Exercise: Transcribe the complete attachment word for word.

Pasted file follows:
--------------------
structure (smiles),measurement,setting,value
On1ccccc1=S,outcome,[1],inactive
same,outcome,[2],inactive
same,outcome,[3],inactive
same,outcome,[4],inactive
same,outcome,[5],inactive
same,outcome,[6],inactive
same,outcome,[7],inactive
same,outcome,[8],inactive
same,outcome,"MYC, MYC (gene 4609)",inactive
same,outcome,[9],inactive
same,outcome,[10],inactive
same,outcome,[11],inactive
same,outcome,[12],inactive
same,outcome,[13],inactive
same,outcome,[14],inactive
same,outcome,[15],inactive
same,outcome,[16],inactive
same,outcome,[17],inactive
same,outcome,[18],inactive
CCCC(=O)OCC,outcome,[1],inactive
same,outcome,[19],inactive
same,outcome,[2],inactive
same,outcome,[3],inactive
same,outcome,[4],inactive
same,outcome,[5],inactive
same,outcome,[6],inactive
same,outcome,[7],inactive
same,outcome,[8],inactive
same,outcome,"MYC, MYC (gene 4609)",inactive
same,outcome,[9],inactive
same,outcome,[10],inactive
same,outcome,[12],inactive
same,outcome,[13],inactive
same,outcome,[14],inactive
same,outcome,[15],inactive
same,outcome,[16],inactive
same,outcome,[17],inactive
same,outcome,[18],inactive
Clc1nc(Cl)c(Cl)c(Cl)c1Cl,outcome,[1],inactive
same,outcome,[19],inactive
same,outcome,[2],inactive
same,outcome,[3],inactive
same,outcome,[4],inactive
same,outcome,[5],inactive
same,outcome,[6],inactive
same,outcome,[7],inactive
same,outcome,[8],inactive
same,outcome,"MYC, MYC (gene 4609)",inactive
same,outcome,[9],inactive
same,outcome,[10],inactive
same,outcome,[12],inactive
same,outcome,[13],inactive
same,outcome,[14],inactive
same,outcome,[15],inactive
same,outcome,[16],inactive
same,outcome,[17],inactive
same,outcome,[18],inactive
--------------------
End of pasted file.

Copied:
structure (smiles),measurement,setting,value
On1ccccc1=S,outcome,[1],inactive
same,outcome,[2],inactive
same,outcome,[3],inactive
same,outcome,[4],inactive
same,outcome,[5],inactive
same,outcome,[6],inactive
same,outcome,[7],inactive
same,outcome,[8],inactive
same,outcome,"MYC, MYC (gene 4609)",inactive
same,outcome,[9],inactive
same,outcome,[10],inactive
same,outcome,[11],inactive
same,outcome,[12],inactive
same,outcome,[13],inactive
same,outcome,[14],inactive
same,outcome,[15],inactive
same,outcome,[16],inactive
same,outcome,[17],inactive
same,outcome,[18],inactive
CCCC(=O)OCC,outcome,[1],inactive
same,outcome,[19],inactive
same,outcome,[2],inactive
same,outcome,[3],inactive
same,outcome,[4],inactive
same,outcome,[5],inactive
same,outcome,[6],inactive
same,outcome,[7],inactive
same,outcome,[8],inactive
same,outcome,"MYC, MYC (gene 4609)",inactive
same,outcome,[9],inactive
same,outcome,[10],inactive
same,outcome,[12],inactive
same,outcome,[13],inactive
same,outcome,[14],inactive
same,outcome,[15],inactive
same,outcome,[16],inactive
same,outcome,[17],inactive
same,outcome,[18],inactive
Clc1nc(Cl)c(Cl)c(Cl)c1Cl,outcome,[1],inactive
same,outcome,[19],inactive
same,outcome,[2],inactive
same,outcome,[3],inactive
same,outcome,[4],inactive
same,outcome,[5],inactive
same,outcome,[6],inactive
same,outcome,[7],inactive
same,outcome,[8],inactive
same,outcome,"MYC, MYC (gene 4609)",inactive
same,outcome,[9],inactive
same,outcome,[10],inactive
same,outcome,[12],inactive
same,outcome,[13],inactive
same,outcome,[14],inactive
same,outcome,[15],inactive
same,outcome,[16],inactive
same,outcome,[17],inactive
same,outcome,[18],inactive